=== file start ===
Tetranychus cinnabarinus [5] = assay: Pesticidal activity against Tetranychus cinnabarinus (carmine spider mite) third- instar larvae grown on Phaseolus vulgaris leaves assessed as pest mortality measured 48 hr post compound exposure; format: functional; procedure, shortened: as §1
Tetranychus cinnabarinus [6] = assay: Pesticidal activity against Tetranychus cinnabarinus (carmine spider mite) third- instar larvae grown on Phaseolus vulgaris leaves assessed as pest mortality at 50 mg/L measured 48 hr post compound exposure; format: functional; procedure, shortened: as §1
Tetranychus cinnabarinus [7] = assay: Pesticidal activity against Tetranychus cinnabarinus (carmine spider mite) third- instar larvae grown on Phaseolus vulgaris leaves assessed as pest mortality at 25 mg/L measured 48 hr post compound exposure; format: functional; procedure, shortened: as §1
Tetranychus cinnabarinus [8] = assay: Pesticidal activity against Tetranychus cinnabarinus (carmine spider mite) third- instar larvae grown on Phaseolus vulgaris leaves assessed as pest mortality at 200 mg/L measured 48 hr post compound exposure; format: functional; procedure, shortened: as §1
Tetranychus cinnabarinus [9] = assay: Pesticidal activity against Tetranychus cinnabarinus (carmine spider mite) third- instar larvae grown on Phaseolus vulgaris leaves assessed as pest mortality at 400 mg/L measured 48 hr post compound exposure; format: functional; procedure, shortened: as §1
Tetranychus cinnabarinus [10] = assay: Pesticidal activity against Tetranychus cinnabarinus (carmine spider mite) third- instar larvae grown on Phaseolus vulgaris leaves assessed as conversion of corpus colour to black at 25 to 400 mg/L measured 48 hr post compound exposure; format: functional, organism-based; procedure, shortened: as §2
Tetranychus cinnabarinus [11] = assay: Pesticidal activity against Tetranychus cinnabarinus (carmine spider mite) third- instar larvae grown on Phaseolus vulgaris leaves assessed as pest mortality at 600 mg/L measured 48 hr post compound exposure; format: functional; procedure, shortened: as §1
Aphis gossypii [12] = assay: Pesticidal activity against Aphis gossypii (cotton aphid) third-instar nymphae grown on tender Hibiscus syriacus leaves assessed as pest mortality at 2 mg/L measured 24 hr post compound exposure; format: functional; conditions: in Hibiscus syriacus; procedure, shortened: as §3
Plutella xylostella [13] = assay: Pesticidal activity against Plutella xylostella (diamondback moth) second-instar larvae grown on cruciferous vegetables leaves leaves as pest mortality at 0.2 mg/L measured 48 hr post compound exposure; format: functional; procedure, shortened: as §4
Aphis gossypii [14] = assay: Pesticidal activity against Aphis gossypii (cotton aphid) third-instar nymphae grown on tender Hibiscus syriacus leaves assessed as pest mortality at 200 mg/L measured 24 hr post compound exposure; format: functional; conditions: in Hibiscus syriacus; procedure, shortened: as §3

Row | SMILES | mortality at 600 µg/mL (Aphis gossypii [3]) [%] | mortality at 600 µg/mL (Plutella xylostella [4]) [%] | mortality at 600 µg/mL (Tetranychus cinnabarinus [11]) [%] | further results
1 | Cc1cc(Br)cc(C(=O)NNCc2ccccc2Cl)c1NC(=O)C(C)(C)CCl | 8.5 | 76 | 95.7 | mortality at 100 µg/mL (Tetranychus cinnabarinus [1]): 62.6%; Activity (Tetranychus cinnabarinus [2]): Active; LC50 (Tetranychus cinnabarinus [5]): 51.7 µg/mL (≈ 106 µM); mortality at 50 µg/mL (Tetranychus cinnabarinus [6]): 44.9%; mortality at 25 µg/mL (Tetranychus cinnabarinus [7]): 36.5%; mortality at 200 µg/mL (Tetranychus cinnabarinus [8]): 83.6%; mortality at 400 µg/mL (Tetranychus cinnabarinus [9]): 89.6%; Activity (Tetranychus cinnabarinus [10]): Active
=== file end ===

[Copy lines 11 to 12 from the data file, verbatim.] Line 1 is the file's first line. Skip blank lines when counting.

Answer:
Row | SMILES | mortality at 600 µg/mL (Aphis gossypii [3]) [%] | mortality at 600 µg/mL (Plutella xylostella [4]) [%] | mortality at 600 µg/mL (Tetranychus cinnabarinus [11]) [%] | further results
1 | Cc1cc(Br)cc(C(=O)NNCc2ccccc2Cl)c1NC(=O)C(C)(C)CCl | 8.5 | 76 | 95.7 | mortality at 100 µg/mL (Tetranychus cinnabarinus [1]): 62.6%; Activity (Tetranychus cinnabarinus [2]): Active; LC50 (Tetranychus cinnabarinus [5]): 51.7 µg/mL (≈ 106 µM); mortality at 50 µg/mL (Tetranychus cinnabarinus [6]): 44.9%; mortality at 25 µg/mL (Tetranychus cinnabarinus [7]): 36.5%; mortality at 200 µg/mL (Tetranychus cinnabarinus [8]): 83.6%; mortality at 400 µg/mL (Tetranychus cinnabarinus [9]): 89.6%; Activity (Tetranychus cinnabarinus [10]): Active